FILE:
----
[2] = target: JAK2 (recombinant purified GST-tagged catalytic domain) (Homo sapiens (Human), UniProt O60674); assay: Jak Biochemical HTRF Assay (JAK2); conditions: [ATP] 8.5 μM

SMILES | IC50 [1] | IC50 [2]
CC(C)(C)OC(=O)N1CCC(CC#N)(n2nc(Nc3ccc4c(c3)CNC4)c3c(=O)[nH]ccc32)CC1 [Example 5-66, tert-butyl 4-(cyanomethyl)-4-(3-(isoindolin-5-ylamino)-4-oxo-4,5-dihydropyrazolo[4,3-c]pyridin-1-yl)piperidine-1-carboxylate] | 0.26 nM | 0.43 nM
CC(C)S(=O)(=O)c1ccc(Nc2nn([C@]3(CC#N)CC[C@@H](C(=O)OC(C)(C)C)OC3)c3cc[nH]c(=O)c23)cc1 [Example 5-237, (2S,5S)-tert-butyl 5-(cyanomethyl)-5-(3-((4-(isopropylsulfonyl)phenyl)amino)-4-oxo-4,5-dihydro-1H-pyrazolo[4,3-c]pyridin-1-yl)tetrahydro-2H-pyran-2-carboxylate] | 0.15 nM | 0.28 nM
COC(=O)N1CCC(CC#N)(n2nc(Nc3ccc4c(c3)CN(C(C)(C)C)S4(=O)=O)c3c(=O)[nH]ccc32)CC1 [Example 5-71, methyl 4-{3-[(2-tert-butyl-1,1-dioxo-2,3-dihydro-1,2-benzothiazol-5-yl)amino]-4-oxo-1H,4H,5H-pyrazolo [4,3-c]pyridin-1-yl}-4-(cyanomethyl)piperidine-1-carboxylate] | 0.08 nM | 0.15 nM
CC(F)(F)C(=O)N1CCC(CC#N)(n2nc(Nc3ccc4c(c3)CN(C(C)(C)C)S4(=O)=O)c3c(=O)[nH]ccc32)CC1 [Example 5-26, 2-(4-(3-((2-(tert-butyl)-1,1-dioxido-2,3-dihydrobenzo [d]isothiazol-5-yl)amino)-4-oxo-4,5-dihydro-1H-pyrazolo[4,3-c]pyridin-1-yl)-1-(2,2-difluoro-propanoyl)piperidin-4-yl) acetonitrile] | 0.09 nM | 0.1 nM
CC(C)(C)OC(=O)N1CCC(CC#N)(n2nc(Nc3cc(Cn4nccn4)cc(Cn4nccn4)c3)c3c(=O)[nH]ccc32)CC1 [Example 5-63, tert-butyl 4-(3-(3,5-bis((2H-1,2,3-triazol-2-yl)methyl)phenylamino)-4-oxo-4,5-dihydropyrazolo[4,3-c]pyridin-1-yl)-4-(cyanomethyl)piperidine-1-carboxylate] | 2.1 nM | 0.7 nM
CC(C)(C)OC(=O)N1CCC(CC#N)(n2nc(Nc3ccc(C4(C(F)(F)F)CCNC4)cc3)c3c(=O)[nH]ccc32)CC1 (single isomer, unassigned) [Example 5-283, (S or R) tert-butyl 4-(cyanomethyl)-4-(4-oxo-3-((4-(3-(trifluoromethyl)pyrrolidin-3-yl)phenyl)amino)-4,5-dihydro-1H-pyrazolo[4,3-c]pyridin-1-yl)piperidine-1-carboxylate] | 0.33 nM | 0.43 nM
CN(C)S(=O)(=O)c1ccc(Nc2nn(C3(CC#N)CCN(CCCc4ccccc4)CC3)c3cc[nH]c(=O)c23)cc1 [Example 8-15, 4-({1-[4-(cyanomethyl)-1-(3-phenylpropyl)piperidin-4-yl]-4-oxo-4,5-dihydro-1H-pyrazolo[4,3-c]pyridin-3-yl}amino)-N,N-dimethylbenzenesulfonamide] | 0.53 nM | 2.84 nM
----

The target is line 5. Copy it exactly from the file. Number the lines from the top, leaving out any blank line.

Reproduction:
COC(=O)N1CCC(CC#N)(n2nc(Nc3ccc4c(c3)CN(C(C)(C)C)S4(=O)=O)c3c(=O)[nH]ccc32)CC1 [Example 5-71, methyl 4-{3-[(2-tert-butyl-1,1-dioxo-2,3-dihydro-1,2-benzothiazol-5-yl)amino]-4-oxo-1H,4H,5H-pyrazolo [4,3-c]pyridin-1-yl}-4-(cyanomethyl)piperidine-1-carboxylate] | 0.08 nM | 0.15 nM